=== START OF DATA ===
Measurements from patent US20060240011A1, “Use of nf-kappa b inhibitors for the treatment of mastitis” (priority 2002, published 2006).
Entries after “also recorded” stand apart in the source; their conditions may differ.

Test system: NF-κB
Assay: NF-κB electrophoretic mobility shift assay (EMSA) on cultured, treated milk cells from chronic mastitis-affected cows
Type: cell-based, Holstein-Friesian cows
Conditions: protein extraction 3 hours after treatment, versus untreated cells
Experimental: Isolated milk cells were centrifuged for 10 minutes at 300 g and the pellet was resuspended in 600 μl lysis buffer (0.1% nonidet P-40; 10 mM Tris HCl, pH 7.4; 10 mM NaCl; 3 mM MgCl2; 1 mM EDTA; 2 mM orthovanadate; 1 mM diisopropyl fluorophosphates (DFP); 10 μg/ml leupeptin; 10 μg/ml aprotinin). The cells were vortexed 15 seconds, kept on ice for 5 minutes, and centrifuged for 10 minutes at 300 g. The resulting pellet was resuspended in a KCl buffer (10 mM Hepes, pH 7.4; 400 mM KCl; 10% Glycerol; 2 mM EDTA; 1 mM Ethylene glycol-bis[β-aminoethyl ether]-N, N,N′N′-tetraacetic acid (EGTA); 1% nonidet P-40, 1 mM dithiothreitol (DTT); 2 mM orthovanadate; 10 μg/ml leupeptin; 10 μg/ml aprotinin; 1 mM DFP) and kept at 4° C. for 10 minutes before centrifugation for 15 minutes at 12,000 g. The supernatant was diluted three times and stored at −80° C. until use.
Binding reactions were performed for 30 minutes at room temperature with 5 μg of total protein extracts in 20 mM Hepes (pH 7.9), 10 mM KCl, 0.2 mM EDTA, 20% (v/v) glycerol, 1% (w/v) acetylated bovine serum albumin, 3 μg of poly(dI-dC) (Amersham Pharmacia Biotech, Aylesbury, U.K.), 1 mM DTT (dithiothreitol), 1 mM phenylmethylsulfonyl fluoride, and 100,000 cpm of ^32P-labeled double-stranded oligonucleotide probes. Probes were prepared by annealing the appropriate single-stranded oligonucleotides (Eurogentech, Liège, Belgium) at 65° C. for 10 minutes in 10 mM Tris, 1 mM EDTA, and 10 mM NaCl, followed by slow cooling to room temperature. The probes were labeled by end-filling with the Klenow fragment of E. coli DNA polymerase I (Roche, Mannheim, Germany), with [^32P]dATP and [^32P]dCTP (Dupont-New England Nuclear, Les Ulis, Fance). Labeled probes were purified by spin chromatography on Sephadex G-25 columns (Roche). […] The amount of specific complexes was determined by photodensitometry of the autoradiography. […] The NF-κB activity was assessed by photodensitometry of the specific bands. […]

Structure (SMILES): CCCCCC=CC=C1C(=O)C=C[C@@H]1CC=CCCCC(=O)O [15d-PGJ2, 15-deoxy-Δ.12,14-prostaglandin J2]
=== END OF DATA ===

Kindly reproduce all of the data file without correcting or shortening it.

Measurements from patent US20060240011A1, “Use of nf-kappa b inhibitors for the treatment of mastitis” (priority 2002, published 2006).
Entries after “also recorded” stand apart in the source; their conditions may differ.

Test system: NF-κB
Assay: NF-κB electrophoretic mobility shift assay (EMSA) on cultured, treated milk cells from chronic mastitis-affected cows
Type: cell-based, Holstein-Friesian cows
Conditions: protein extraction 3 hours after treatment, versus untreated cells
Experimental: Isolated milk cells were centrifuged for 10 minutes at 300 g and the pellet was resuspended in 600 μl lysis buffer (0.1% nonidet P-40; 10 mM Tris HCl, pH 7.4; 10 mM NaCl; 3 mM MgCl2; 1 mM EDTA; 2 mM orthovanadate; 1 mM diisopropyl fluorophosphates (DFP); 10 μg/ml leupeptin; 10 μg/ml aprotinin). The cells were vortexed 15 seconds, kept on ice for 5 minutes, and centrifuged for 10 minutes at 300 g. The resulting pellet was resuspended in a KCl buffer (10 mM Hepes, pH 7.4; 400 mM KCl; 10% Glycerol; 2 mM EDTA; 1 mM Ethylene glycol-bis[β-aminoethyl ether]-N, N,N′N′-tetraacetic acid (EGTA); 1% nonidet P-40, 1 mM dithiothreitol (DTT); 2 mM orthovanadate; 10 μg/ml leupeptin; 10 μg/ml aprotinin; 1 mM DFP) and kept at 4° C. for 10 minutes before centrifugation for 15 minutes at 12,000 g. The supernatant was diluted three times and stored at −80° C. until use.
Binding reactions were performed for 30 minutes at room temperature with 5 μg of total protein extracts in 20 mM Hepes (pH 7.9), 10 mM KCl, 0.2 mM EDTA, 20% (v/v) glycerol, 1% (w/v) acetylated bovine serum albumin, 3 μg of poly(dI-dC) (Amersham Pharmacia Biotech, Aylesbury, U.K.), 1 mM DTT (dithiothreitol), 1 mM phenylmethylsulfonyl fluoride, and 100,000 cpm of ^32P-labeled double-stranded oligonucleotide probes. Probes were prepared by annealing the appropriate single-stranded oligonucleotides (Eurogentech, Liège, Belgium) at 65° C. for 10 minutes in 10 mM Tris, 1 mM EDTA, and 10 mM NaCl, followed by slow cooling to room temperature. The probes were labeled by end-filling with the Klenow fragment of E. coli DNA polymerase I (Roche, Mannheim, Germany), with [^32P]dATP and [^32P]dCTP (Dupont-New England Nuclear, Les Ulis, Fance). Labeled probes were purified by spin chromatography on Sephadex G-25 columns (Roche). […] The amount of specific complexes was determined by photodensitometry of the autoradiography. […] The NF-κB activity was assessed by photodensitometry of the specific bands. […]

Structure (SMILES): CCCCCC=CC=C1C(=O)C=C[C@@H]1CC=CCCCC(=O)O [15d-PGJ2, 15-deoxy-Δ.12,14-prostaglandin J2]